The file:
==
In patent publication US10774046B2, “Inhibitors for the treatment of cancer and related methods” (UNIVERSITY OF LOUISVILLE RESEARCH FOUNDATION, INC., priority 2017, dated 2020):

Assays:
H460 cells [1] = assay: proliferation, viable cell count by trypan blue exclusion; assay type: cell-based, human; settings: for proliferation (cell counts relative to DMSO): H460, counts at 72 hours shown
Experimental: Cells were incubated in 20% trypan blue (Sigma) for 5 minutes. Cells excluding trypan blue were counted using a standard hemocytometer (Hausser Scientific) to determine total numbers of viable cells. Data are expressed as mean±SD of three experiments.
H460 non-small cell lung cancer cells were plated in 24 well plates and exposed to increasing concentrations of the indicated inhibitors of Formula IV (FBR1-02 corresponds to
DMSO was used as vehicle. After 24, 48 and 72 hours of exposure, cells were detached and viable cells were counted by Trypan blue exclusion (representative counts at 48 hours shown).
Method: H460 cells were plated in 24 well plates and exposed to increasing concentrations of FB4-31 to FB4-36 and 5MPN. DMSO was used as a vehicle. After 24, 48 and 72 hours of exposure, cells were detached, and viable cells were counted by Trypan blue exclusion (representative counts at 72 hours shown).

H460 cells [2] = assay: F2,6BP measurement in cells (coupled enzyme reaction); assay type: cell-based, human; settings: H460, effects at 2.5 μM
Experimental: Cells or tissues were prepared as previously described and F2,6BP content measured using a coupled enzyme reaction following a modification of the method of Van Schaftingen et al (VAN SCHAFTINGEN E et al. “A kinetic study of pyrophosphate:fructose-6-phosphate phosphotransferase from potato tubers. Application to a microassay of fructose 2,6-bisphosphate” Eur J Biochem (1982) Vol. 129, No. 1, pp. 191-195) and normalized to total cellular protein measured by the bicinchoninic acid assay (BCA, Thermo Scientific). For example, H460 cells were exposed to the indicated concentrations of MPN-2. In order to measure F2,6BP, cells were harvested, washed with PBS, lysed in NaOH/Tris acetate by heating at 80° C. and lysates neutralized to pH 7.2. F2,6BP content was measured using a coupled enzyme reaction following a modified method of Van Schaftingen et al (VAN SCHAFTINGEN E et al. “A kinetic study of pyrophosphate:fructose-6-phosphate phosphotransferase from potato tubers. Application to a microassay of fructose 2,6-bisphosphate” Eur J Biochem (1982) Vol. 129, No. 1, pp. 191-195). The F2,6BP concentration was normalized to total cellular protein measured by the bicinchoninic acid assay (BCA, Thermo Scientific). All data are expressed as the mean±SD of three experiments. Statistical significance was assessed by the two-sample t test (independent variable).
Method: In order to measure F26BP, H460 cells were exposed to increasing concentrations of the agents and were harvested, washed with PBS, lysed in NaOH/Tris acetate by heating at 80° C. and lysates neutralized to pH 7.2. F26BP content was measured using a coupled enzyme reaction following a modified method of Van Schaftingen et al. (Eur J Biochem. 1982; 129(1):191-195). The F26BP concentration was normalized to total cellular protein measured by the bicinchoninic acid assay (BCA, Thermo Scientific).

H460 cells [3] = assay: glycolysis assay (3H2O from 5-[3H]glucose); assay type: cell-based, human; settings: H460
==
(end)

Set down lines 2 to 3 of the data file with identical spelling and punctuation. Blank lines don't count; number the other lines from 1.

Assays:
H460 cells [1] = assay: proliferation, viable cell count by trypan blue exclusion; assay type: cell-based, human; settings: for proliferation (cell counts relative to DMSO): H460, counts at 72 hours shown